• the total duration spent querying per-database and per table-model

Whenever we exceed safe thresholds for any of these metrics over the course of a request, we log out the details and send an alert to the appropriate team. We also send all of this data to our data warehouse, Redshift, so we can run more detailed queries about what each route is doing.

  1. We track overall event-loop-lag per container, and whenever event-loop-lag crosses 1 second (which is incredibly high!), we log out the same AsyncLocalStorage based request-cost details for all recent requests. This always points to situations where we've fetched a lot of data, and are then doing something computationally complex with it.

Monoliths need Transparency

It's hard to overestimate how much using AsyncLocalStorage like this has helped easily improve our backend web-server's performance. One of the major drawbacks to a monolith like ours can be that teams aren't able to easily isolate their code's performance from that of the rest of the monolith. Having insight into what is actually happening on a granular level is what's going to allow us to continue having an easy time scaling our monolith for a long time.

When the ClassDojo engineering team started using TypeScript on our backend, I was incredibly frustrated. It felt like I needed to constantly work around the type system, and it felt like the types weren't providing any value at all. And, they weren't providing any value to me: I had fundamental misconceptions about how TypeScript worked, and my attempts to work around the Type system by using lots of any and as created some truly abominable TypeScript code.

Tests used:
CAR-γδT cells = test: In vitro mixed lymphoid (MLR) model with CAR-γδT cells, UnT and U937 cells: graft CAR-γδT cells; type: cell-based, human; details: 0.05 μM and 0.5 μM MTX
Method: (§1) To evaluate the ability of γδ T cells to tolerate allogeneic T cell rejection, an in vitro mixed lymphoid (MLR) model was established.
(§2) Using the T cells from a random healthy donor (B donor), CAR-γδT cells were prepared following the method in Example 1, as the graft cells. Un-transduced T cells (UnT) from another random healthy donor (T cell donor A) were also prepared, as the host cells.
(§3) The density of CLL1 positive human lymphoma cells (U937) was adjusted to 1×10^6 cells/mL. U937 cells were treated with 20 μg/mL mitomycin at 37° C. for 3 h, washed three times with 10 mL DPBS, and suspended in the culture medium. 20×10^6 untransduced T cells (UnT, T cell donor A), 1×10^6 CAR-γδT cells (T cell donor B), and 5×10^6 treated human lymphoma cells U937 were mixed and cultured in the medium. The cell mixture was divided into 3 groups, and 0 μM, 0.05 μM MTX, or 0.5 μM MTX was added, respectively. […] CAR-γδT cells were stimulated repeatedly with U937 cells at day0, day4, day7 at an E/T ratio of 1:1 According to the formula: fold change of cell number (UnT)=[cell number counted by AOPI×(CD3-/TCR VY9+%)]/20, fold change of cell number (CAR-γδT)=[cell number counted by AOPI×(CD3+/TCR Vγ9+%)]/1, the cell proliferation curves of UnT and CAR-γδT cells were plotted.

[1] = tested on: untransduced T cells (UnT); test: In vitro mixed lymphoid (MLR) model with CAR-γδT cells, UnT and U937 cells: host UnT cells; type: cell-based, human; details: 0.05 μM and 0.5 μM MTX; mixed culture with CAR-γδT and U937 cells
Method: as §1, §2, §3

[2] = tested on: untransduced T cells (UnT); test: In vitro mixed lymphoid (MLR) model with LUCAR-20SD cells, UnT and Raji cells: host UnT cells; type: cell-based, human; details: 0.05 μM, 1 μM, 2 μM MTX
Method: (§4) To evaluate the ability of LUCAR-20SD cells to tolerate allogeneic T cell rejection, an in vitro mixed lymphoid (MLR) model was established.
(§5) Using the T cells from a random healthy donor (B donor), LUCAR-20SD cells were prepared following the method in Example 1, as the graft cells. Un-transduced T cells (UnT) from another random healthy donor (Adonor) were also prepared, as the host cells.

Type Inference

Whenever you create a variable using let, const, or var, and don't provide a type, TypeScript will infer the type: this means it will use its best guess for the type. These best guesses are pretty good, but they aren't magic!

If you use let or var, TypeScript will assume that it can re-assign to any similar value. If you write let method = "GET";, TypeScript will infer that method is a string, and will let you later reassign method: method = "KonMari". If instead you use const, const method = "GET", TypeScript will infer that method is of type "GET". This means when you use let, you'll often need to use a type. let method: HTTPMethod = "GET" will allow only type-safe reassignment.

When TypeScript infers types for Objects and Arrays, it will similarly give its best guess. In JavaScript, objects are mutable: if you set up a variable like const request = { method: "GET" }, it'll assume that the type that you want is { method: string } to let you update the method field. A type of { method: string } won't be usable by something that wants { method: HTTPMethod }, so you need to either explicitly tell it the type (const request: { method: HTTPMethod } = { method: "GET" }, or tell TypeScript that it's safe to infer a stricter type (const request = { method: "GET" as const }).

Here's a TypeScript playground that explores type inference in a bit more depth, and the type inference part of the handbook is great if you want a detailed introduction.

Why isn't it narrowing?

One of the things that I found most frustrating about TypeScript was writing a clause that felt like it should have narrowed the type of a variable and not have it actually narrow. I'd often use as to bypass the type system entirely and force something to narrow, but overriding TypeScript like this is a real anti-pattern. When I finally learned about type narrowing, and type guards, TypeScript became so much more pleasant to use.